Or “The Day Mummy Totally Lost It,” are the two possible blog titles suggested by Alisha. This week we’ve experienced both the frustrations of overlanding in India and one of its most interesting places. Steve left the last blog as we were driving towards Varanasi, a drive that took us a whole extra day longer than we had expected. Fog, traffic volume, terrible driving and villages every few kilometres made the going very slow and needling constant vigilance from both Steve and I. Even though we are sticking to major highways, part of the frustration is that we can’t seem to predict the quality of the road. We’ve been on single lane roads full of potholes, in such a state that 20kmph is good going, between major towns and then find fabulous dual carriageways between tiny villages. It’s so unpredictable.
Our tummies were rumbling when we reached the nondescript town of Arrah, “Let’s pull up the other side of town for lunch,” we told the girls, “Not long now,” – famous last words. It started off like any traffic queue, well with a bit of cars scooting 100m down the other lane to turn, but very normal for here. We could see it was a level crossing on the map, so just relaxed. I even popped in the back to start making lunch. Eventually we started slowly moving forward, just one car short of the barrier it came down again. Nothing happened after the first train. “You might as well finish making the sandwiches,” Steve suggested. Then the next train passed, then another slowly passed in front of us foot by foot, then it inched backwards a bit, then forward, then back again. Sandwiches long ago eaten, we waited another 20 mins for nothing to happen and another train passed by then another long wait, all quite relaxing apart from the craziness happening directly in front of us.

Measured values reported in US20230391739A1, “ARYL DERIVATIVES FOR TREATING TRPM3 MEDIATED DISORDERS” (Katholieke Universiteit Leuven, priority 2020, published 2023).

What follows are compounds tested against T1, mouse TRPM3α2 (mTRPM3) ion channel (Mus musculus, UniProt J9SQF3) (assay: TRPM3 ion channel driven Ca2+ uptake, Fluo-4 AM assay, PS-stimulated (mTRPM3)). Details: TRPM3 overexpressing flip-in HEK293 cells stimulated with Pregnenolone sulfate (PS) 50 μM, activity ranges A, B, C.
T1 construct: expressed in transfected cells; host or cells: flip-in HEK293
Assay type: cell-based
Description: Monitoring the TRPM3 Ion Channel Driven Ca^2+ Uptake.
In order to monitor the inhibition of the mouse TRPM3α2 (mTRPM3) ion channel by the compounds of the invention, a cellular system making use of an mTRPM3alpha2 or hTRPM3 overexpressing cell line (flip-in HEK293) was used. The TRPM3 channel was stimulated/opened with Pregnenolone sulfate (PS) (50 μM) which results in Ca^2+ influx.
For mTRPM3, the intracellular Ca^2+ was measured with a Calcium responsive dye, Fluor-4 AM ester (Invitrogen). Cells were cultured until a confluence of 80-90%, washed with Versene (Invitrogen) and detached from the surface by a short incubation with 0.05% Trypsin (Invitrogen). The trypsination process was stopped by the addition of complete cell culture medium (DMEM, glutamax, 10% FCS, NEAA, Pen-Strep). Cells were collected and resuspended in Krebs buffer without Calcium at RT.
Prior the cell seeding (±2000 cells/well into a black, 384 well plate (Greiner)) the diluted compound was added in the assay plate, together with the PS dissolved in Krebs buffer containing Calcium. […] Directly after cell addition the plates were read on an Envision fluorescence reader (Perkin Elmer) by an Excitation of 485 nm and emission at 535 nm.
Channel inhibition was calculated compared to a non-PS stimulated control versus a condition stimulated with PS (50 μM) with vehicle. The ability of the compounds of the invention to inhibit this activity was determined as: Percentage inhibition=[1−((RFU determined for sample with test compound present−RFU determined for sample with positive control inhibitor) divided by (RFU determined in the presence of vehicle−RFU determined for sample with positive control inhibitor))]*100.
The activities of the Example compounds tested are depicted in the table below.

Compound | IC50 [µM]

Long fed up by the long delays in opening the barriers pedestrians and cyclists were taking the matter into their own hands. Climbing the metre high barrier with their bikes and dashing across. Even the slow moving train didn’t deter them as some foolhardy men crossed between the moving carriages. Both sides of the road were now completely blocked as motorbikes, auto-rickshaws, cyclo-rickshaws and even a couple of horse carts had decided to queue on the other side, blocking the exit for anyone who had made a dash across the tracks. By now the motorcyclists had had enough, on our side they had found a route through so lined up 10 bikes deep on the tracks facing the opposing barrier. We prayed a train didn’t come along to squash them all.